Craig Harbour

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RCMP depot under construction, Craig Harbour, 1926 Craig Harbour 1926.jpg
RCMP depot under construction, Craig Harbour, 1926

Craig Harbour ( 76°12′25″N081°00′00″W / 76.20694°N 81.00000°W / 76.20694; -81.00000 (Craig Harbour) [1] Coordinates: 76°12′25″N081°00′00″W / 76.20694°N 81.00000°W / 76.20694; -81.00000 (Craig Harbour) [2] ) is an abandoned settlement in the Qikiqtaaluk Region, Nunavut, Canada. It is located on Ellesmere Island, on the north shore of Jones Sound, 55 km (34 mi) southeast of Grise Fiord.

In 1922, a Royal Canadian Mounted Police detachment was established at Craig Harbour, named in honour of Dr. John D. Craig, expedition commander. [3] The site was selected as Smith Island protected the harbour from moving pack ice, and the nearby mouth of Jones Sound made the harbour's navigation accessible. [4] The outpost was closed in the 1930s, and re-opened in 1951 at the start of the Cold War. [5]

See also

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{{Infobox settlement | official_name = Killiniq | native_name = ᑭᓪᓕᓂᖅ
Kikkertaujak; Killipaartalik | image_skyline = | image_caption = | pushpin_map = Canada Nunavut#Canada | coordinates = 60°25′16″N064°49′54″W | subdivision_type = Country | subdivision_name = Canada | subdivision_type1 = Territory | subdivision_name1 = Nunavut | subdivision_type2 = [[List of regions of Nunavut|Region | subdivision_name2 = Qikiqtaaluk | subdivision_type4 = | subdivision_name4 = | government_footnotes = | government_type = | leader_title = | leader_name = | area_footnotes = | area_total_km2 = | elevation_footnotes = | elevation_m = | population_footnotes = | population_total = Uninhabited | population_as_of = after 8 February 1978 | population_density_km2 = | timezone = | utc_offset = | timezone_DST = | utc_offset_DST = | postal_code_type = | postal_code = | area_code = | website = | footnotes = }} Killiniq is a former Inuit settlement, weather station, trading post, missionary post, fishing station, and Royal Canadian Mounted Police post on Killiniq Island. Previously within Labrador, and then the Northwest Territories, it is now situated within the borders of Nunavut. The community closed in 1978.

<span class="mw-page-title-main">Dundas Harbour</span> Ghost town on Devon Island, Qikiqtaaluk Region, Nunavut, Canada.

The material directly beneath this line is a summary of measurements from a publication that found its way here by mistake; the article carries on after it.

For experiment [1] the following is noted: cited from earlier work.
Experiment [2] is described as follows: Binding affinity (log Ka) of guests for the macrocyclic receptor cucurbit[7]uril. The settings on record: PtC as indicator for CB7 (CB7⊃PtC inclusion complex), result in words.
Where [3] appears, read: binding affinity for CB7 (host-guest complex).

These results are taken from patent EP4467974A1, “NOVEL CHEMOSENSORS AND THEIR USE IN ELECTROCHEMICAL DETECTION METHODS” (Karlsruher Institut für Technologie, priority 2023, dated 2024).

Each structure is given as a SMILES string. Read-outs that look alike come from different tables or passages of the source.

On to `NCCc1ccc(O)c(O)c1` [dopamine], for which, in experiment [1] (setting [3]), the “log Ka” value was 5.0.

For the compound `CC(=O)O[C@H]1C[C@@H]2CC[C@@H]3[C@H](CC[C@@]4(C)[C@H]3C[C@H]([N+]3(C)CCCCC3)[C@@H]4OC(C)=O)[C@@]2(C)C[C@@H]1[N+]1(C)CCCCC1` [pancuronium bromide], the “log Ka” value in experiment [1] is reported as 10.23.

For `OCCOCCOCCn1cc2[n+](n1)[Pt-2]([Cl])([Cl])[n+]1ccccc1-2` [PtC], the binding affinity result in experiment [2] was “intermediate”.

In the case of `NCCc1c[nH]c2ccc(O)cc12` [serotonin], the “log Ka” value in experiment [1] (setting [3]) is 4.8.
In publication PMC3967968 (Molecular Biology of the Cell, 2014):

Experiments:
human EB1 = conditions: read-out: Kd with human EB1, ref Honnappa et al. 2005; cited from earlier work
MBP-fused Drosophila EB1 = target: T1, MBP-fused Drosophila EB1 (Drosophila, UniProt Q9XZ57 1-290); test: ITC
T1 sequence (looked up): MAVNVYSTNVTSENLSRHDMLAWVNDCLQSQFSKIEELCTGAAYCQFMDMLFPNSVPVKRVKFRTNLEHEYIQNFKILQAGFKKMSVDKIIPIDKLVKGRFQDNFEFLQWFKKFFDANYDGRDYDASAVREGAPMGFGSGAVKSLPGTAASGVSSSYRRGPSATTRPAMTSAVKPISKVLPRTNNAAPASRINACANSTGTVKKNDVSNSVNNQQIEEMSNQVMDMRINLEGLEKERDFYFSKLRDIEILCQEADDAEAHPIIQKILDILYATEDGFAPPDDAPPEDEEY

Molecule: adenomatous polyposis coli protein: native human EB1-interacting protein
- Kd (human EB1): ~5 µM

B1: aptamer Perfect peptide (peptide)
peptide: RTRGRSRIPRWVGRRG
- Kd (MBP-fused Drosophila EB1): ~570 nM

Dundas Harbour is an abandoned settlement in the Qikiqtaaluk Region, Nunavut, Canada. It is located on Devon Island at the eastern shore of the waterway also named Dundas Harbour. Baffin Bay's Croker Bay is immediately to the west.

The Glacier Strait is a natural waterway through the Canadian Arctic Archipelago within Qikiqtaaluk Region, Nunavut, Canada. It separates Ellesmere Island from Coburg Island. To the north-east it opens into Baffin Bay, and to the south-west into the Jones Sound.

The Ruggles River is a waterway in Qikiqtaaluk Region, Nunavut, Canada. It is located within Ellesmere Island's Quttinirpaaq National Park. The river is the only outflow for Lake Hazen. It flows southeast to Chandler Fiord and out to Lady Franklin Bay.

<span class="mw-page-title-main">Borup Fiord Pass</span>

Borup Fiord Pass is a glacier-carved valley on Ellesmere Island in Nunavut, Canada. The valley contains a natural spring which carries fluids from the subsurface to the surface, sometimes passing through the glacial ice in the process. The spring is the only known place where sulfur from a natural spring is deposited over ice. At the Borup Fiord Pass spring, hydrogen sulphide gas in the water is converted to stable deposits of either elemental sulfur, the most common material in the deposit, or gypsum. The process by which hydrogen sulfide becomes sulfur is complex, and most often occurs when microbes, like bacteria, are present.

Kleybolte Peninsula is a heavily glaciated peninsula in northwestern Ellesmere Island in the Qikiqtaaluk Region of Nunavut, Canada. It juts into the Arctic Ocean. During Otto Sverdrup's expedition of 1899–1902, the peninsula was the northernmost point achieved.

References

  1. "Craig Harbour". Geographical Names Data Base . Natural Resources Canada.
  2. "Craig Harbour". Geographical Names Data Base . Natural Resources Canada.
  3. Grant, Shelagh (2005). Arctic Justice: On Trial for Murder, Pond Inlet, 1923. McGill-Queen's Native and Northern Series. McGill-Queen's Press. pp. 130, 137. ISBN   0-7735-2929-2.
  4. Dick, Lyle (2001). Muskox land: Ellesmere Island in the age of contact. Volume 5 of Parks and heritage series. University of Calgary Press. p. 277. ISBN   1-55238-050-5.
  5. McGrath, Melanie (2007). The long exile: a tale of Inuit betrayal and survival in the high Arctic. Vintage Series. Random House, Inc. p. 81. ISBN   978-1-4000-3288-4.